A Travellerspoint blog

Entries about wildlife

Surprising art works … and then home

Gambia days eleven and twelve


View Gambia 2014 on ToonSarah's travel map.

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Mandina Lodges sunrise

We had a later start for today’s final outing with Amadou, so there was time for some photos from the decking before breakfast, as we enjoyed our customary coffee. It was still not quite light – Venus was visible above the mangroves, a heron was silhouetted against the sunrise, and a Goliath Heron kept watch from the trees – probably the same one we had seen on other mornings.

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Heron at sunrise

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Jenny

And of course Jenny was there to keep us company!

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Dawn over Mandina Lodges

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Goliath Heron at sunrise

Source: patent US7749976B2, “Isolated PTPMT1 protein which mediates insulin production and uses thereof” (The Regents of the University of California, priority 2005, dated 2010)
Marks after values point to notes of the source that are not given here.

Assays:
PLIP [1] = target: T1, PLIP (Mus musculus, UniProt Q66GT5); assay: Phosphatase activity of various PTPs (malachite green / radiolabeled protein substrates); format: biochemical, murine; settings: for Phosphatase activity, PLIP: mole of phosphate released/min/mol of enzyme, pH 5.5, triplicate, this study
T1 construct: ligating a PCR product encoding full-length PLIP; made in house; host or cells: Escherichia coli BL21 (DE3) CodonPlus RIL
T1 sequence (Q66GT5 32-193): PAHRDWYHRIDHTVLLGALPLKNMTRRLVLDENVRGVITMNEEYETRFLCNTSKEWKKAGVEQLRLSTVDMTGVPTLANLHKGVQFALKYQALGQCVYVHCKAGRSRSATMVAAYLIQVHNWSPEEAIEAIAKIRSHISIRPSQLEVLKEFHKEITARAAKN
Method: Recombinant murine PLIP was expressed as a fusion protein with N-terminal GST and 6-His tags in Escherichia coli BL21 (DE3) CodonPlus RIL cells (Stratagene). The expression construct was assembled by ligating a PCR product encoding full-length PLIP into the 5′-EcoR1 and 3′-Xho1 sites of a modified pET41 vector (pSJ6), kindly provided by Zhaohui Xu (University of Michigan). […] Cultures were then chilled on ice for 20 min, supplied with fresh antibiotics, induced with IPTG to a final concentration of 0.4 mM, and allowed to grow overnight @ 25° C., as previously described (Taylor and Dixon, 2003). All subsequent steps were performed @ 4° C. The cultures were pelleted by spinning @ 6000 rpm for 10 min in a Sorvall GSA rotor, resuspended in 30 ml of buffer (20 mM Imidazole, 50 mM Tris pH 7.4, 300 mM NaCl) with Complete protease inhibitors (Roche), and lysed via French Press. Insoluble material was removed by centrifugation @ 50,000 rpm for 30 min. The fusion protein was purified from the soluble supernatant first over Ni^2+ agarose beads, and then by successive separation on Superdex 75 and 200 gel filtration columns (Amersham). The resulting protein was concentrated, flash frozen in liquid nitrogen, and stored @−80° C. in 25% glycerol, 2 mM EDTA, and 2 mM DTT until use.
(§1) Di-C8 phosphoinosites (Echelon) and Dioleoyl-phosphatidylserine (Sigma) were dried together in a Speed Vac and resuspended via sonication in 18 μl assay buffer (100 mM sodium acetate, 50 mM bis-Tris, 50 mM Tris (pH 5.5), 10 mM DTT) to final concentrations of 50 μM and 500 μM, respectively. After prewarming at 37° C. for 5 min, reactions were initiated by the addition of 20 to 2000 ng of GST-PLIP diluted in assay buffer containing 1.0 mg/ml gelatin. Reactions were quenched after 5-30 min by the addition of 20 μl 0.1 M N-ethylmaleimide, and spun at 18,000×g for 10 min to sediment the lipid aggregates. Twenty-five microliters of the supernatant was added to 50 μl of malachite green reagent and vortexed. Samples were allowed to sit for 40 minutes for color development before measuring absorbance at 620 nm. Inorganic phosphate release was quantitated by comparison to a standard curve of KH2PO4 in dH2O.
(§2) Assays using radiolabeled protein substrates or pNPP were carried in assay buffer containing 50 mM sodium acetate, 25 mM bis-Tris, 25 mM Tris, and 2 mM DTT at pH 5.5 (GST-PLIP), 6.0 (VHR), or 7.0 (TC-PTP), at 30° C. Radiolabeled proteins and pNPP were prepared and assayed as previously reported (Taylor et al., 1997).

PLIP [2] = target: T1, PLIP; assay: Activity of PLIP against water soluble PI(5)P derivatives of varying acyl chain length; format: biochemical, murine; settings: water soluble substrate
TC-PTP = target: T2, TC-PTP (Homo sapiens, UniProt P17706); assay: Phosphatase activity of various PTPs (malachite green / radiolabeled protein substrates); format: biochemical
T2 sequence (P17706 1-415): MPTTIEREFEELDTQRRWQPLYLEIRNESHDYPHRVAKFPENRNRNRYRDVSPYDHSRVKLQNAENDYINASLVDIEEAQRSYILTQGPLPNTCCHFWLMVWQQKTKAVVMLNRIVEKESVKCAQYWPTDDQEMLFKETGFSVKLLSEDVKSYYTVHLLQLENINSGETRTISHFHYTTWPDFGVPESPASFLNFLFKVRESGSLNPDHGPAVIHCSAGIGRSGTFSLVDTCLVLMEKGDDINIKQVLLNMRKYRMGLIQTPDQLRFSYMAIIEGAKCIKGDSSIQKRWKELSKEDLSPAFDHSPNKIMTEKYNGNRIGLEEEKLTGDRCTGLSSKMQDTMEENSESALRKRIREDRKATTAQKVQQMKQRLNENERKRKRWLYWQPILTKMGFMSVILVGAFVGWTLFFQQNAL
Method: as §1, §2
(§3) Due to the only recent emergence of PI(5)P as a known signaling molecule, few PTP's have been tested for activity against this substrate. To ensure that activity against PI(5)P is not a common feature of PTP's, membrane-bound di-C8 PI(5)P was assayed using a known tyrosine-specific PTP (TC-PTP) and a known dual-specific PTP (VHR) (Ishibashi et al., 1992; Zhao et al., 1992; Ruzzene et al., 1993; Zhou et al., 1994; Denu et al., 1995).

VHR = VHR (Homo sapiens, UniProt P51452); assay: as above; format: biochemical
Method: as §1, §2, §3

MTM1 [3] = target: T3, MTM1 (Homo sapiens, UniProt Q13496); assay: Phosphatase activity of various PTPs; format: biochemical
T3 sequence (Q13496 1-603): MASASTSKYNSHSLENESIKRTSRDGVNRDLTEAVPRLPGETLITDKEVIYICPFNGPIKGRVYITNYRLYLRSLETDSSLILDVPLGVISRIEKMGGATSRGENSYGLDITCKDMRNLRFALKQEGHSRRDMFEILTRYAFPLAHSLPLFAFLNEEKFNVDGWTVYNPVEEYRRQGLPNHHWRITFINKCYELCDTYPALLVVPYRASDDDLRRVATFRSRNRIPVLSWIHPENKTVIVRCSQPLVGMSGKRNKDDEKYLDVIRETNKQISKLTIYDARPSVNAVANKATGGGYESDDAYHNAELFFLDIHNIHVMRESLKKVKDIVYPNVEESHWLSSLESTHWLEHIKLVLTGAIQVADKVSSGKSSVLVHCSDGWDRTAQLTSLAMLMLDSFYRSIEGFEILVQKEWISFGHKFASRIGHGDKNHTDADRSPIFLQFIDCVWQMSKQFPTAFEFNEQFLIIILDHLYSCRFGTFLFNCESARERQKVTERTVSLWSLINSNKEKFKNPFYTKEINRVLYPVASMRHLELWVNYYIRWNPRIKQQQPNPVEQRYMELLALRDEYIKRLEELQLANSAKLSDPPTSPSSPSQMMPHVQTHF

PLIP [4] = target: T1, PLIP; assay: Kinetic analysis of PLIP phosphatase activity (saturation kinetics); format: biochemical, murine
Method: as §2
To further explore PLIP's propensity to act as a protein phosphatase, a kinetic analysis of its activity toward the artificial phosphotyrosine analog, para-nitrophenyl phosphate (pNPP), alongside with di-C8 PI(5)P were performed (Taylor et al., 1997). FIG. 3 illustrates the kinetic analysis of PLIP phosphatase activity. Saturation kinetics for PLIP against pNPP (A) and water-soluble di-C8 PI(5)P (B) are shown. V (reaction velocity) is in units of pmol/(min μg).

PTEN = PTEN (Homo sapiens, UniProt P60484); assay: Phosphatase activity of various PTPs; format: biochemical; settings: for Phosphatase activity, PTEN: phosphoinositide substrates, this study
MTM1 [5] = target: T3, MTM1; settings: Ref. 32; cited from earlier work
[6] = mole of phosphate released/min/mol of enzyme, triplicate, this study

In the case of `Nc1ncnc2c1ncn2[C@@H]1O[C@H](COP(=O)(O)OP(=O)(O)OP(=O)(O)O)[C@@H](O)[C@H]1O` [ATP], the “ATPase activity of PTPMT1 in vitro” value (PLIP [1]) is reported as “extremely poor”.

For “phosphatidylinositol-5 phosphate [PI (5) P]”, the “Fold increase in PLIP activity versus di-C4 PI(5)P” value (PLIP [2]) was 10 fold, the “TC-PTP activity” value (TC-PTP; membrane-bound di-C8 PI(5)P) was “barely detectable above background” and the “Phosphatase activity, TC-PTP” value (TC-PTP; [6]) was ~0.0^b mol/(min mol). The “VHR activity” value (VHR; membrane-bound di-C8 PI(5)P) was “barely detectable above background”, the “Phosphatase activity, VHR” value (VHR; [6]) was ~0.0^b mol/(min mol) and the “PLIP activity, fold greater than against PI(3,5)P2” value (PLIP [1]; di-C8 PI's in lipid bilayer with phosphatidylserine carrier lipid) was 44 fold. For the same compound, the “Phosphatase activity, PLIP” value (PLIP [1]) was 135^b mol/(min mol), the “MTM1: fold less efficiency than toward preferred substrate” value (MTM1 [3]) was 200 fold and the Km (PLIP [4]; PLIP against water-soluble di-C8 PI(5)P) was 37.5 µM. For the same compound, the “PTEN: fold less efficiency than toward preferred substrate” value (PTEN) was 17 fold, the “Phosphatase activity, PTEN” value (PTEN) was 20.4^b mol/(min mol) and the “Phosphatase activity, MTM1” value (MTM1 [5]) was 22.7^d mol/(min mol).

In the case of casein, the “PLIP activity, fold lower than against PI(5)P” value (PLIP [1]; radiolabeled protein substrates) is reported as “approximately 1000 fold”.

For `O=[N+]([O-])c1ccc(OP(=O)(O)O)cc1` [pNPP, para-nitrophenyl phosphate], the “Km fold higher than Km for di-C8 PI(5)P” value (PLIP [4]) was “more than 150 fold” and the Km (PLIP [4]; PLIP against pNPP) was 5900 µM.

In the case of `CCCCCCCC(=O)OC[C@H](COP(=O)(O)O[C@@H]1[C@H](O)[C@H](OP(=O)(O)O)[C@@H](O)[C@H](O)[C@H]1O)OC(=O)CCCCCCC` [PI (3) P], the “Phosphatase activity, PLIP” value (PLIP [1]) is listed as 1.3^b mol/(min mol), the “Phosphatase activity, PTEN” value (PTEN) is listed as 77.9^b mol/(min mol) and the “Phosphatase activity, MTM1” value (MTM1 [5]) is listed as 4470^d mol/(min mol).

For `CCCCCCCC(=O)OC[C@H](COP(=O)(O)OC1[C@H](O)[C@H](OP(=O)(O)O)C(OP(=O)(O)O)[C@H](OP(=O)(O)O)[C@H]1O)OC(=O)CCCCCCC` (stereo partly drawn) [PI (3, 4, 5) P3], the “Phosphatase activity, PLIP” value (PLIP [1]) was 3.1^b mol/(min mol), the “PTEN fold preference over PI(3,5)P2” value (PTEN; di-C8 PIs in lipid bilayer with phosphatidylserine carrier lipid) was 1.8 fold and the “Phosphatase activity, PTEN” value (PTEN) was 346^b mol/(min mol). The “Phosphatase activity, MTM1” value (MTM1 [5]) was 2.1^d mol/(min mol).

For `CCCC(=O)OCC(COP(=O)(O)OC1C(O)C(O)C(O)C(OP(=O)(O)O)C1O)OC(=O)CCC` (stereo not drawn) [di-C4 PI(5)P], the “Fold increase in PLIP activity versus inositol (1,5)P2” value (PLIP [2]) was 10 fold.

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Local woman by the river near Kubuneh

Kubuneh

I had read before leaving home about the Wide Open Walls art project and was keen to visit, so we asked Amadou if it would be possible to see some of the art and he proposed a visit to one of the villages involved, Kubuneh, about a half hour boat ride from Mandina Lodges.

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By the river in Kubuneh

We landed on a small beach where local women boil the oysters they have prised off the mangroves. Collecting these is a tough job, and one traditionally done by the women whom we saw frequently passing Mandina in their dug-out canoes or pirogues.

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Oyster shells on the small beach

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Local woman carrying oysters

The oysters have to be boiled for an hour to make them edible (you can’t eat these raw as you do the coastal ones, we were told). Some are eaten by the locals but most sold to restaurants. The discarded shells are picked clean by Hooded Vultures and Piapiacs (an African crow) before being smoked, ground to a powder and mixed with water to make a wash for the walls of buildings.

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Hooded vulture

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Hooded vultures